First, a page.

• GPHYSICS
    • G09EDUCATION; CRYPTOGRAPHY; DISPLAY; ADVERTISING; SEALS
    • G09GARRANGEMENTS OR CIRCUITS FOR CONTROL OF INDICATING DEVICES USING STATIC MEANS TO PRESENT VARIABLE INFORMATION
    • G09G3/00Control arrangements or circuits, of interest only in connection with visual indicators other than cathode-ray tubes
    • G09G3/20Control arrangements or circuits, of interest only in connection with visual indicators other than cathode-ray tubes for presentation of an assembly of a number of characters, e.g. a page, by composing the assembly by combination of individual elements arranged in a matrix no fixed position being assigned to or needed to be assigned to the individual characters or partial characters
    • G09G3/34Control arrangements or circuits, of interest only in connection with visual indicators other than cathode-ray tubes for presentation of an assembly of a number of characters, e.g. a page, by composing the assembly by combination of individual elements arranged in a matrix no fixed position being assigned to or needed to be assigned to the individual characters or partial characters by control of light from an independent source
    • G09G3/36Control arrangements or circuits, of interest only in connection with visual indicators other than cathode-ray tubes for presentation of an assembly of a number of characters, e.g. a page, by composing the assembly by combination of individual elements arranged in a matrix no fixed position being assigned to or needed to be assigned to the individual characters or partial characters by control of light from an independent source using liquid crystals
    • G09G3/3611Control of matrices with row and column drivers
    • G09G3/3614Control of polarity reversal in general

Abstract

A display device capable of driving at low power consumption is provided. In a display device (1) for displaying images by supplying voltages on the sub-pixel electrode (Ep) and the common electrode (Ecom), the display device (1) includes a voltage selection circuit (102) for receiving first and second refresh voltages (4V and −5V). The voltage selection circuit (102) supplies the first refresh voltage (5V) on the sub-pixel electrode (Ep) through a first current path (Pa) when the data voltage on the sub-pixel electrode (Ep) is −5V, while the second refresh voltage (−5V) is supplied to the sub-pixel electrode (Ep) through a second path (Pb) when the data voltage on the sub-pixel electrode (Ep) is 5V.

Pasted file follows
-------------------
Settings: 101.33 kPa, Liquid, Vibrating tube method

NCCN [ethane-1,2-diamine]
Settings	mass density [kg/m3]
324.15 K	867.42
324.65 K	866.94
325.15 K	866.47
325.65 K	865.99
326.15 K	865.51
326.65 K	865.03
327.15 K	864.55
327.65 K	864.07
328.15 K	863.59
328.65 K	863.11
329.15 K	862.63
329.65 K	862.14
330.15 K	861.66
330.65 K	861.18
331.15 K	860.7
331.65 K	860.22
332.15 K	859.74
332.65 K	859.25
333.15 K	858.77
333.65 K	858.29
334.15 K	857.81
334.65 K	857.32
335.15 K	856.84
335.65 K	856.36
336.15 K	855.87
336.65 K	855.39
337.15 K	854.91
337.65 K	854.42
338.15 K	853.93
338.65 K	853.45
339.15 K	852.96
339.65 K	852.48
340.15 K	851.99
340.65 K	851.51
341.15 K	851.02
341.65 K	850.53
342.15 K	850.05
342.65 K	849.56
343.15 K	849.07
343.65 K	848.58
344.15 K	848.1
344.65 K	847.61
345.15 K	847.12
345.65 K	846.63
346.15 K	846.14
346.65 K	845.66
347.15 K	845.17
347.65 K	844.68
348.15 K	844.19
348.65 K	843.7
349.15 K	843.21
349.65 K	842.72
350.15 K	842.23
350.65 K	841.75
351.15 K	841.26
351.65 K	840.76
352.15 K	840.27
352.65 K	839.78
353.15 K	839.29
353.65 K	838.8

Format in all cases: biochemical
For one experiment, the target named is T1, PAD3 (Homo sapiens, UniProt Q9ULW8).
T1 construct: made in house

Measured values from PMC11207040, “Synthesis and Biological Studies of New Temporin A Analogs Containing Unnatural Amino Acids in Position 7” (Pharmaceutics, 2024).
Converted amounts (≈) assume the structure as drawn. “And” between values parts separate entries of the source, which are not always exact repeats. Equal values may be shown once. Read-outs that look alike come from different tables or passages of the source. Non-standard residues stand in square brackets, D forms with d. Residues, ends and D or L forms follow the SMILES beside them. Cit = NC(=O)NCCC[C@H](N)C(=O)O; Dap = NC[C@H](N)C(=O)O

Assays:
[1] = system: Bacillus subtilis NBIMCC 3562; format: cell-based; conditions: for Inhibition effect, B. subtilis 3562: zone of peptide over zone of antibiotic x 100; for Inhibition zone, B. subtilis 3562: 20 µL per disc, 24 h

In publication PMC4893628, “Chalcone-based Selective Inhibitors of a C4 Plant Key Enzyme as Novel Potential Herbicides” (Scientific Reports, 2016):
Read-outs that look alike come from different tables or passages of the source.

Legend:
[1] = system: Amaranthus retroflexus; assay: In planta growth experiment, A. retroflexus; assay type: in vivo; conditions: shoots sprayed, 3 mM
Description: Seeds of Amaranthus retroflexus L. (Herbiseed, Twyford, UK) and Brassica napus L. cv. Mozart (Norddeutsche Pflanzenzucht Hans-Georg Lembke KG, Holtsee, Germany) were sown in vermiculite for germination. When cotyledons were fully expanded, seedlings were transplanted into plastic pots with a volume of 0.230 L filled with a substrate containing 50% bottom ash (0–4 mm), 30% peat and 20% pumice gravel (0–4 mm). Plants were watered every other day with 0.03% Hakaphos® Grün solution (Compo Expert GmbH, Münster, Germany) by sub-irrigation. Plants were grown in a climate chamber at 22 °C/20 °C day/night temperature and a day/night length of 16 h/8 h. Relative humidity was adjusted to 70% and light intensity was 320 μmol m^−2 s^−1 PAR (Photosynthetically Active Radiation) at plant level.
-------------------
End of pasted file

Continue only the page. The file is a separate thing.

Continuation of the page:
Description

    CROSS REFERENCE TO RELATED APPLICATIONS
  • [0001]
    This Non-provisional application claims priority of PCT Patent Application No(s). PCT/JP2006/309335.
  • BACKGROUND OF THE INVENTION
  • [0002]
    1. Field of Invention
  • [0003]
    The present invention related to a display device for displaying images by applying voltages to first and second electrodes.
  • [0004]
    2. Related Art
  • [0005]
    Conventionally, known is a display device comprising electro-optical medium interposed between top electrodes and bottom electrodes and for displaying images by applying voltage between the top and bottom electrodes. One type of such display device is an inverted driving display device. The inverted driving scheme can be classified into, for example, (1) a type of applying voltages that vary in voltage level to both of the top and bottom electrodes and (2) a type of applying a constant voltage to one of the top and bottom electrodes wile varying the voltage level to be applied to the other electrodes.
  • [0006]
    As a result of rapid popularization of display devices for cellular phones or the like in recent years, there are strong needs to reduce power consumption of such display devices. In order to meet the needs, for example, WO 2004-090854A1 discloses a display device in which each pixel is provided with a refresh circuit.
  • [0007]
    The refresh circuit as disclosed in WO 2004-090854A1 can be applied to display devices of the aforementioned type (1). However, the invention as disclosed in WO 2004-090854A1 cannot be applied to display devices of the aforementioned type (2). Display devices of the above type (2) are applied more than those of the above type (1) because of improved display quality. It is, therefore, desirable to reduce power consumption of the display devices that employ the display scheme of the above type (2).
  • SUMMARY OF THE INVENTION
  • [0008]
    It is an object of the present invention to provide a display device that solves the aforementioned problem.
  • [0009]
    In order to achieve the above object, the display device according to the present invention is designed to display images by applying voltages to first and second electrodes and is provided with voltage selection means for receiving first and second refresh voltages for applying the first refresh voltage on the first electrodes through a first path when the voltage on the first electrodes is a first data voltage, while applying the second refresh voltage on the first electrodes through a second path when the voltage on the first electrodes is a second data voltage.
  • [0010]
    Because of the provision of the voltage selection means, the first and second refresh voltages can be applied to the first electrode through the first and second paths, respectively. Application of the first and second refresh voltages to the first electrodes enables to drive the display device at low power consumption.